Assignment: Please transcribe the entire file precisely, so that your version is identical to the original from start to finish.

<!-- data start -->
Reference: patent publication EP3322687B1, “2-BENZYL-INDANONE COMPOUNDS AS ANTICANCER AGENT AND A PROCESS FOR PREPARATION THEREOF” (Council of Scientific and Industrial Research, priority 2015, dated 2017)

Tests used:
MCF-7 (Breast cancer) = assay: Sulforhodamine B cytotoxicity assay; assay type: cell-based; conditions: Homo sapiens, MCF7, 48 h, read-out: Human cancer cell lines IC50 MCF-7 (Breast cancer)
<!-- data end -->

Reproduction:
Reference: patent publication EP3322687B1, “2-BENZYL-INDANONE COMPOUNDS AS ANTICANCER AGENT AND A PROCESS FOR PREPARATION THEREOF” (Council of Scientific and Industrial Research, priority 2015, dated 2017)

Tests used:
MCF-7 (Breast cancer) = assay: Sulforhodamine B cytotoxicity assay; assay type: cell-based; conditions: Homo sapiens, MCF7, 48 h, read-out: Human cancer cell lines IC50 MCF-7 (Breast cancer)